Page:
Several students who had taken student loans had heaved a sigh of relief after finance minister P Chidambaram announced a moratorium period for all education loans. The loans taken up to March 31, 2009, and outstanding as of March 31, 2013 were eligible for the moratorium and nearly nine lakh borrowers stand to benefit from the decision.
It was reported that higher education courses, especially those for professional training or in foreign colleges tend to come with a heavy expenditure on fees and travel. In such cases, taking an education loan may be a good option. Education loan portfolio of banks have been rising steadily given that it is one of the priority sectors under which banks are mandated to lend by the Reserve Bank of India. The finance ministry also keeps a tight watch on lending by public sector banks under the scheme.
According to reports, reflecting their popularity, official data reveals that public sector banks have disbursed Rs 57,700 crore as education loans and 25,70, 254 such accounts were opened by December 31 last year. Of these, the largest number of accounts were opened by State Bank of India (6,14,957), followed by Canara Bank (2,45,155) and Indian Overseas Bank (2,17,045).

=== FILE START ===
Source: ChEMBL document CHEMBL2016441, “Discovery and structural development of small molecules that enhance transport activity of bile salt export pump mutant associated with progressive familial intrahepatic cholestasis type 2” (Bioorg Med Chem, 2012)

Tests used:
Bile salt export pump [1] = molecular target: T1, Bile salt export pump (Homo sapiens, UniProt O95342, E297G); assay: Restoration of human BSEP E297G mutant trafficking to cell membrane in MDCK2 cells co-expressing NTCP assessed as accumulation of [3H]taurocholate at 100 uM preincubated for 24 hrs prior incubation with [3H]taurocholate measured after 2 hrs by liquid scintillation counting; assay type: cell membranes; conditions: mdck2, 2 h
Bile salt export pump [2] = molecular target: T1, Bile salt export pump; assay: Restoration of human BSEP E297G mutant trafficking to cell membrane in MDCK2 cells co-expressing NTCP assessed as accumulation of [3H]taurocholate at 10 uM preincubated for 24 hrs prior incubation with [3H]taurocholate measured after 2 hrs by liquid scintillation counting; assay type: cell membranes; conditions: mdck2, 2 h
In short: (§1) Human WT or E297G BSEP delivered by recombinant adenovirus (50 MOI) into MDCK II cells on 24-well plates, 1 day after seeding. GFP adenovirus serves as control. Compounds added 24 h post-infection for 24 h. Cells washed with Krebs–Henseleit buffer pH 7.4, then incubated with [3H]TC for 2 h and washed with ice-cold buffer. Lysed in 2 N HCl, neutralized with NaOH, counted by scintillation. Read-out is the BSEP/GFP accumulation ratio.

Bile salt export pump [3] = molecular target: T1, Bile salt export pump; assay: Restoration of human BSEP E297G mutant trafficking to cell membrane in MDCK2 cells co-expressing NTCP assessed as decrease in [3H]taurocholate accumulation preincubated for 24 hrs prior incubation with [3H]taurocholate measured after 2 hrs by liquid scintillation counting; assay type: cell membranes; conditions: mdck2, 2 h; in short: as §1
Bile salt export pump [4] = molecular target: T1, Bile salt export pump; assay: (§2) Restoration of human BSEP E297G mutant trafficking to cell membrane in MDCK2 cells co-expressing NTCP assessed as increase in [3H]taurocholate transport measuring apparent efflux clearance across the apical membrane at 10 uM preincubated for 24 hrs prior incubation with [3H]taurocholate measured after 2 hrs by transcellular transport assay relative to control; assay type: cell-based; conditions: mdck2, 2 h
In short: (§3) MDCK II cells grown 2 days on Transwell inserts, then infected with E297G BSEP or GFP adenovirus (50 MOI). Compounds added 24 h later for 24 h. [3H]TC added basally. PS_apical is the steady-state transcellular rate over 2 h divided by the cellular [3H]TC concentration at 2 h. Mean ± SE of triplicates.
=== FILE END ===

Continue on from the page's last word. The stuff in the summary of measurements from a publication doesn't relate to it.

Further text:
The Model Education Loan Scheme was prepared in 2001, which was then circulated to banks for implementation by the Reserve Bank of India (RBI) in April 2001. The scheme, since then has seen some changes and a massive overhaul was done in September 2001 based on needs of students and suggestions of stakeholders. The size of the Indian education industry is pegged at Rs 3,833.1 billion in 2012-13 by CARE Ratings, of which higher education is estimated to contribute nearly 60 per cent.
The education loan scheme got a further fillip in the Interim Budget 2014-15 when finance minister P Chidambaram announced a moratorium period for all education loans taken up to March 31, 2009, and outstanding as of March 31, 2013. Nearly 9,00,000 student-borrowers would benefit to the tune of around Rs 2,600 crore. According to finance ministry calculations, there were 8.94 lakh such pending accounts of which the total interest was Rs 6,000 crore.
It was reported that while banks do prefer timely repayment of education loans, under IBA guidelines, if a student chooses to leave the course mid-way or has to extend the course up to a maximum period of two years, the bank can work out a new repayment schedule. Meanwhile, the government is also working on a credit guarantee fund for education loans that would provide guarantee for such loans up to Rs 7.5 lakh. The objective is to spur banks to lend more to students without concerns over repayment or defaults.
Source: The Indian Express